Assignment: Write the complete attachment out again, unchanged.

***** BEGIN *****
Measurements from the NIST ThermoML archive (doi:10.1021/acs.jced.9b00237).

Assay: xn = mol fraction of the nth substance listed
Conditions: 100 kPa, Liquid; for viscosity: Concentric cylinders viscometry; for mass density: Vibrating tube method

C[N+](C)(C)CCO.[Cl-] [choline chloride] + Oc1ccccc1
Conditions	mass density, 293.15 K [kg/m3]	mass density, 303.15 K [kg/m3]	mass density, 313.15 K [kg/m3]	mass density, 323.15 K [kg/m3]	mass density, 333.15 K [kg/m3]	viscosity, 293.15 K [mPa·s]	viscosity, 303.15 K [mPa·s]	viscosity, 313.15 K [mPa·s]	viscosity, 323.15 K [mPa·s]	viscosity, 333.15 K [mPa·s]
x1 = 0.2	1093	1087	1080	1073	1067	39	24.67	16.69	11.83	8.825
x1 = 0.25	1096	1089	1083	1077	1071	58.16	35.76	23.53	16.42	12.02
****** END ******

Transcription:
Measurements from the NIST ThermoML archive (doi:10.1021/acs.jced.9b00237).

Assay: xn = mol fraction of the nth substance listed
Conditions: 100 kPa, Liquid; for viscosity: Concentric cylinders viscometry; for mass density: Vibrating tube method

C[N+](C)(C)CCO.[Cl-] [choline chloride] + Oc1ccccc1
Conditions	mass density, 293.15 K [kg/m3]	mass density, 303.15 K [kg/m3]	mass density, 313.15 K [kg/m3]	mass density, 323.15 K [kg/m3]	mass density, 333.15 K [kg/m3]	viscosity, 293.15 K [mPa·s]	viscosity, 303.15 K [mPa·s]	viscosity, 313.15 K [mPa·s]	viscosity, 323.15 K [mPa·s]	viscosity, 333.15 K [mPa·s]
x1 = 0.2	1093	1087	1080	1073	1067	39	24.67	16.69	11.83	8.825
x1 = 0.25	1096	1089	1083	1077	1071	58.16	35.76	23.53	16.42	12.02